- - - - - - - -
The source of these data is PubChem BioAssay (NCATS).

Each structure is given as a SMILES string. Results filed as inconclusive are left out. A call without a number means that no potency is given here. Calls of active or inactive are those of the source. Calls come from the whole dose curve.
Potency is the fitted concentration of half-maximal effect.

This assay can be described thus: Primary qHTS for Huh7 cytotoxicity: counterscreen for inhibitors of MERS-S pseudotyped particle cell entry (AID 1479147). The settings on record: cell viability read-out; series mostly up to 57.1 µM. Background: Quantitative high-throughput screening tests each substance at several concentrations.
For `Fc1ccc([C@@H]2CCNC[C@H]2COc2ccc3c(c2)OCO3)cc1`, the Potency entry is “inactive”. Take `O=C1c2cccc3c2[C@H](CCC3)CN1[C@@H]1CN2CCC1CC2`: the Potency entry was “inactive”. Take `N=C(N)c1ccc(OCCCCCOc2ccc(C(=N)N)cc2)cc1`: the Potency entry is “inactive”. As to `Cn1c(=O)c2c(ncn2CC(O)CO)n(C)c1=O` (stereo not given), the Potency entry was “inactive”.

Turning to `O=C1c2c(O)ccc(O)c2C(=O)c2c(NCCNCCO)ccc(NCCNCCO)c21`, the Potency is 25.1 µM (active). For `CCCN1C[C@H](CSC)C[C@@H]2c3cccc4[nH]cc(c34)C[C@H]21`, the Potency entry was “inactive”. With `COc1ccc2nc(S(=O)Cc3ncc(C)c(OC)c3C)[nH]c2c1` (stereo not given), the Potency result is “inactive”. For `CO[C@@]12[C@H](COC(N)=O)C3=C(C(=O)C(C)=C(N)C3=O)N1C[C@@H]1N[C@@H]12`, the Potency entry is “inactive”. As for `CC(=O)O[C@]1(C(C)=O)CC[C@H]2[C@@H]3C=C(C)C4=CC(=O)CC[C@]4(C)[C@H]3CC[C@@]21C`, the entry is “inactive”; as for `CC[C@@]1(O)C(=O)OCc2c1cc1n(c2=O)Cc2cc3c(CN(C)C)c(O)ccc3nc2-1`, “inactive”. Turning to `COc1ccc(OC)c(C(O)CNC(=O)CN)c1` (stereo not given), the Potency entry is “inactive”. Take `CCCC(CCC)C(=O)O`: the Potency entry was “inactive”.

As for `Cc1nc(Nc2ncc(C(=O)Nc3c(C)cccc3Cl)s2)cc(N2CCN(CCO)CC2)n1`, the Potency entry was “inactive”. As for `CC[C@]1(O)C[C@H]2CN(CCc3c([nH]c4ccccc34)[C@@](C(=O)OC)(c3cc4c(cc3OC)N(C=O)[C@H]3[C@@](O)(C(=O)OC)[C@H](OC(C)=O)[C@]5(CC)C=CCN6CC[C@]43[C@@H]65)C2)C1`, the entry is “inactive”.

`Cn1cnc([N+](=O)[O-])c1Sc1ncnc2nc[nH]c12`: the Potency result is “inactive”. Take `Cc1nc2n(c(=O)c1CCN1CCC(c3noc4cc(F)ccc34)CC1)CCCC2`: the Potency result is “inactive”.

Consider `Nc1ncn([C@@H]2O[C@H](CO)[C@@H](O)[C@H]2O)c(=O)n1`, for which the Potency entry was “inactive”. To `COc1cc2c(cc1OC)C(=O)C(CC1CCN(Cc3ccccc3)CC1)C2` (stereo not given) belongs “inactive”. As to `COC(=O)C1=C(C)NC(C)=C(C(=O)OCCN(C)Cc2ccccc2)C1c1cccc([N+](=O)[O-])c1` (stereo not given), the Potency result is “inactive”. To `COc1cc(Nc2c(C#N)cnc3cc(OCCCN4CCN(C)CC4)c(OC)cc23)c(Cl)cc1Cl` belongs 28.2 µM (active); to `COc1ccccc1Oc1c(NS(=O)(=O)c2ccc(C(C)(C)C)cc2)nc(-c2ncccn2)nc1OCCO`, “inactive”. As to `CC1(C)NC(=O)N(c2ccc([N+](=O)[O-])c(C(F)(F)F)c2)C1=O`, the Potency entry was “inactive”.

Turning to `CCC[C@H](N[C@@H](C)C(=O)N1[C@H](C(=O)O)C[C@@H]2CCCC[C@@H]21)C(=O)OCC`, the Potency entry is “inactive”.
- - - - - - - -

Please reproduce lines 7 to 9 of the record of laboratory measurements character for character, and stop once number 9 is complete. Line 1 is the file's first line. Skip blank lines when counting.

As for `Cc1nc(Nc2ncc(C(=O)Nc3c(C)cccc3Cl)s2)cc(N2CCN(CCO)CC2)n1`, the Potency entry was “inactive”. As for `CC[C@]1(O)C[C@H]2CN(CCc3c([nH]c4ccccc34)[C@@](C(=O)OC)(c3cc4c(cc3OC)N(C=O)[C@H]3[C@@](O)(C(=O)OC)[C@H](OC(C)=O)[C@]5(CC)C=CCN6CC[C@]43[C@@H]65)C2)C1`, the entry is “inactive”.

`Cn1cnc([N+](=O)[O-])c1Sc1ncnc2nc[nH]c12`: the Potency result is “inactive”. Take `Cc1nc2n(c(=O)c1CCN1CCC(c3noc4cc(F)ccc34)CC1)CCCC2`: the Potency result is “inactive”.

Consider `Nc1ncn([C@@H]2O[C@H](CO)[C@@H](O)[C@H]2O)c(=O)n1`, for which the Potency entry was “inactive”. To `COc1cc2c(cc1OC)C(=O)C(CC1CCN(Cc3ccccc3)CC1)C2` (stereo not given) belongs “inactive”. As to `COC(=O)C1=C(C)NC(C)=C(C(=O)OCCN(C)Cc2ccccc2)C1c1cccc([N+](=O)[O-])c1` (stereo not given), the Potency result is “inactive”. To `COc1cc(Nc2c(C#N)cnc3cc(OCCCN4CCN(C)CC4)c(OC)cc23)c(Cl)cc1Cl` belongs 28.2 µM (active); to `COc1ccccc1Oc1c(NS(=O)(=O)c2ccc(C(C)(C)C)cc2)nc(-c2ncccn2)nc1OCCO`, “inactive”. As to `CC1(C)NC(=O)N(c2ccc([N+](=O)[O-])c(C(F)(F)F)c2)C1=O`, the Potency entry was “inactive”.